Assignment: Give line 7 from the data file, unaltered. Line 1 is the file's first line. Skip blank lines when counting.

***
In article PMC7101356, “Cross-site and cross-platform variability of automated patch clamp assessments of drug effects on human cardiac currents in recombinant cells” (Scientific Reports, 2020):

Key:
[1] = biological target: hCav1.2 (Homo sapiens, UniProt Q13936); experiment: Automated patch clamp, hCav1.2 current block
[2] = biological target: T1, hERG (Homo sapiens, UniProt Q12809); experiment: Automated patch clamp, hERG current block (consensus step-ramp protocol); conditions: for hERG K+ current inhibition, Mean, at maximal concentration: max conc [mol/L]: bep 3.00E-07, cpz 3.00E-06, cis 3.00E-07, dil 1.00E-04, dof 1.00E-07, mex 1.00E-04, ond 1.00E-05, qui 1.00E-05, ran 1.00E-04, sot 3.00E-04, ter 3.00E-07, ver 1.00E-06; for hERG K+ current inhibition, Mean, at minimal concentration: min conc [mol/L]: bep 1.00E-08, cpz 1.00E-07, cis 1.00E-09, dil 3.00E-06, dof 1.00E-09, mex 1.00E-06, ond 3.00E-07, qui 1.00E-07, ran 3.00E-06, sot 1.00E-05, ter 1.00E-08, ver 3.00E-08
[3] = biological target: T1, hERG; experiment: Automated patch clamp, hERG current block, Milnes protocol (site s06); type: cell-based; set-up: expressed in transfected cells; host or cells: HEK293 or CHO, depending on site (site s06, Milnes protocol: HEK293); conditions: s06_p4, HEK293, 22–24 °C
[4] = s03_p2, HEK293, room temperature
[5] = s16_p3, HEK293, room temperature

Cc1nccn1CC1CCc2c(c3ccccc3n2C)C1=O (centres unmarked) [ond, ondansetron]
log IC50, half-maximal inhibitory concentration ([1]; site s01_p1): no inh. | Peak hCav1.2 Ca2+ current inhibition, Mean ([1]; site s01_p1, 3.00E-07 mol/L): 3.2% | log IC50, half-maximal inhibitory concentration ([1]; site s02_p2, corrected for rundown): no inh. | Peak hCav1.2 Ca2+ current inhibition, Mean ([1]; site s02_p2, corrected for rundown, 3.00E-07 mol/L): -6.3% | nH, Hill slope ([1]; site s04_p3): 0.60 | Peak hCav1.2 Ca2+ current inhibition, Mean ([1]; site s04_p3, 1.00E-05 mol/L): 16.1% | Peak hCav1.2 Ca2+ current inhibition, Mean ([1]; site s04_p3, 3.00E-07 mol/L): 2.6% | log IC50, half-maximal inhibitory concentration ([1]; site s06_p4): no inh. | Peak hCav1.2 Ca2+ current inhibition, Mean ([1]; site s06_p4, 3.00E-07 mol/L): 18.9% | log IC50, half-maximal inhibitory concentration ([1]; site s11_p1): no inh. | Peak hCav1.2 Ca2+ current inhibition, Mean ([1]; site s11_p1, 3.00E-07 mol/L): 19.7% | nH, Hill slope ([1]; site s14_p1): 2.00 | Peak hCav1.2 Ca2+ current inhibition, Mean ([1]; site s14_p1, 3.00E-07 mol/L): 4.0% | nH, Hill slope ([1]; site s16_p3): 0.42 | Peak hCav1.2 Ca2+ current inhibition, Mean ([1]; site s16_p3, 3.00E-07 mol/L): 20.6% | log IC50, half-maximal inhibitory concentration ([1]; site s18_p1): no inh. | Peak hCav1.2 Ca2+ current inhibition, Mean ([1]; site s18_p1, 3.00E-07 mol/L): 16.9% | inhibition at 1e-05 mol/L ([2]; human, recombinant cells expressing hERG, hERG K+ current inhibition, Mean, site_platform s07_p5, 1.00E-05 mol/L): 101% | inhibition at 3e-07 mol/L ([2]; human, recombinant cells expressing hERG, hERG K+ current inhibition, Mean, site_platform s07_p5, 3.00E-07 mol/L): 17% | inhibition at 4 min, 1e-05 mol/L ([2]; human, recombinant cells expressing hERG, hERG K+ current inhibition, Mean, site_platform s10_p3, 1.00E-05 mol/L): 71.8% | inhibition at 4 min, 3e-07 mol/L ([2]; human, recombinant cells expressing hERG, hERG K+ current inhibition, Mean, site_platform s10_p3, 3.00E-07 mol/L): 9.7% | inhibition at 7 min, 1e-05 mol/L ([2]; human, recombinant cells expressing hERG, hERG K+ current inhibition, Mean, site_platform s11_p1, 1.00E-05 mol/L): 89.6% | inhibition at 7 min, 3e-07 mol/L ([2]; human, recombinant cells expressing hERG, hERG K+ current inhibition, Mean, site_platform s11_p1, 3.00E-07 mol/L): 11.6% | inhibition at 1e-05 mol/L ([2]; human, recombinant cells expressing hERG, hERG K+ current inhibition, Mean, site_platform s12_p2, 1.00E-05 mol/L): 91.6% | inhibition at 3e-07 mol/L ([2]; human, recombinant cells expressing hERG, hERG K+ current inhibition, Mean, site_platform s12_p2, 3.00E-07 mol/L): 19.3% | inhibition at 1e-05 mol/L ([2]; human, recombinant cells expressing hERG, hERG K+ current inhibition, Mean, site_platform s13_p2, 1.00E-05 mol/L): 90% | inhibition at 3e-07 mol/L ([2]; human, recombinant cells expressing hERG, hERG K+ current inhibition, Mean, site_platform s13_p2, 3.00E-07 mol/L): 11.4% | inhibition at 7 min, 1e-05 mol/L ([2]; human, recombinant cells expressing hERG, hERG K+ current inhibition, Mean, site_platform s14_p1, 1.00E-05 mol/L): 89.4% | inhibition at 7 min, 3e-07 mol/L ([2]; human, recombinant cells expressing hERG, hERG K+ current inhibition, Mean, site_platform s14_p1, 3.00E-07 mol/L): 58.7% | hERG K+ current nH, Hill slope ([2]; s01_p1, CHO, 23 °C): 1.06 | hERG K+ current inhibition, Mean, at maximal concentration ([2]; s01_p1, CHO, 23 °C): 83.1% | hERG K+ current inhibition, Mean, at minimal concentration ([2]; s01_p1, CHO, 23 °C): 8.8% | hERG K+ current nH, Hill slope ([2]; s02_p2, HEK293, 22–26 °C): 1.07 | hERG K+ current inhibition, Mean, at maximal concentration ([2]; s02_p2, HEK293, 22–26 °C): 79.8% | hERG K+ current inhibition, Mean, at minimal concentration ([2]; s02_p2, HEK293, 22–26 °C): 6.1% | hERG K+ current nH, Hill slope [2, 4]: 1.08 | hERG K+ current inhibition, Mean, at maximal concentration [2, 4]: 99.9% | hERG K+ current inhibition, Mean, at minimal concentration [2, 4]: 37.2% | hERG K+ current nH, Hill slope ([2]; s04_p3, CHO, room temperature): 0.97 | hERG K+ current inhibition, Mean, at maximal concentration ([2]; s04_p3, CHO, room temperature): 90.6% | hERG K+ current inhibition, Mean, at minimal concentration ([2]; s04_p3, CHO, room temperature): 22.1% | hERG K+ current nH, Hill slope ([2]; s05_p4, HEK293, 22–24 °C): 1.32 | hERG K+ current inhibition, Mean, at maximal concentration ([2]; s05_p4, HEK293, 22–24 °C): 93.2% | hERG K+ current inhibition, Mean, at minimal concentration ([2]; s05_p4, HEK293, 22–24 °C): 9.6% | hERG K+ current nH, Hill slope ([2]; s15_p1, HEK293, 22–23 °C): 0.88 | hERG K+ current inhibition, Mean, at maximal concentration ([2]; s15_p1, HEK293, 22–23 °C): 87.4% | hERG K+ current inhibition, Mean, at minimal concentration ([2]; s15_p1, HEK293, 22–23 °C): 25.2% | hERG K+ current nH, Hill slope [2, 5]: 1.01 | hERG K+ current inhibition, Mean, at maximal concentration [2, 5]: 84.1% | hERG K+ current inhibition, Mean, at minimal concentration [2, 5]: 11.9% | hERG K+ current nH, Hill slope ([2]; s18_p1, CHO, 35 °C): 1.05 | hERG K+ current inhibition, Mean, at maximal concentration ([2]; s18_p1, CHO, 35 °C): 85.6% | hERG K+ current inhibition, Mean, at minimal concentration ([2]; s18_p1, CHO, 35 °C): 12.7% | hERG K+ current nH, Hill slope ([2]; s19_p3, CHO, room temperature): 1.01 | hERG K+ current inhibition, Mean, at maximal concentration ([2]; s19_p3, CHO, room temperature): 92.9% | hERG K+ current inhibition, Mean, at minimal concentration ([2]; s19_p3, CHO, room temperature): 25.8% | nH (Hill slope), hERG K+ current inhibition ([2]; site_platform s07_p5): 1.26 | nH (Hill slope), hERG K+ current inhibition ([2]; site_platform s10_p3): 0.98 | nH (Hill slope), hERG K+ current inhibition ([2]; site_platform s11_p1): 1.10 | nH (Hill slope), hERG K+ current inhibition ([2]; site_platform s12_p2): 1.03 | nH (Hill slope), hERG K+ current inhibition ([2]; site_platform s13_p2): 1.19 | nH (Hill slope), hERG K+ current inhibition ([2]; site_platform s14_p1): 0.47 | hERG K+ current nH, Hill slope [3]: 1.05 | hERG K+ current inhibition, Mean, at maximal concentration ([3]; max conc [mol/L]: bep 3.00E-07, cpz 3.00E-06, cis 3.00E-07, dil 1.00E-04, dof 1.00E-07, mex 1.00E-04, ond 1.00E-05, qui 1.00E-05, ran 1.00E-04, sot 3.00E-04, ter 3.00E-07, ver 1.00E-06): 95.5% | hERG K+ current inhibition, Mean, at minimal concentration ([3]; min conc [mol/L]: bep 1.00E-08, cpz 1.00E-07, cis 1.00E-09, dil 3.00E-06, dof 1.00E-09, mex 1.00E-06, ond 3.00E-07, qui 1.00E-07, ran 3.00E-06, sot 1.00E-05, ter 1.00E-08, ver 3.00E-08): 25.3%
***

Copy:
[5] = s16_p3, HEK293, room temperature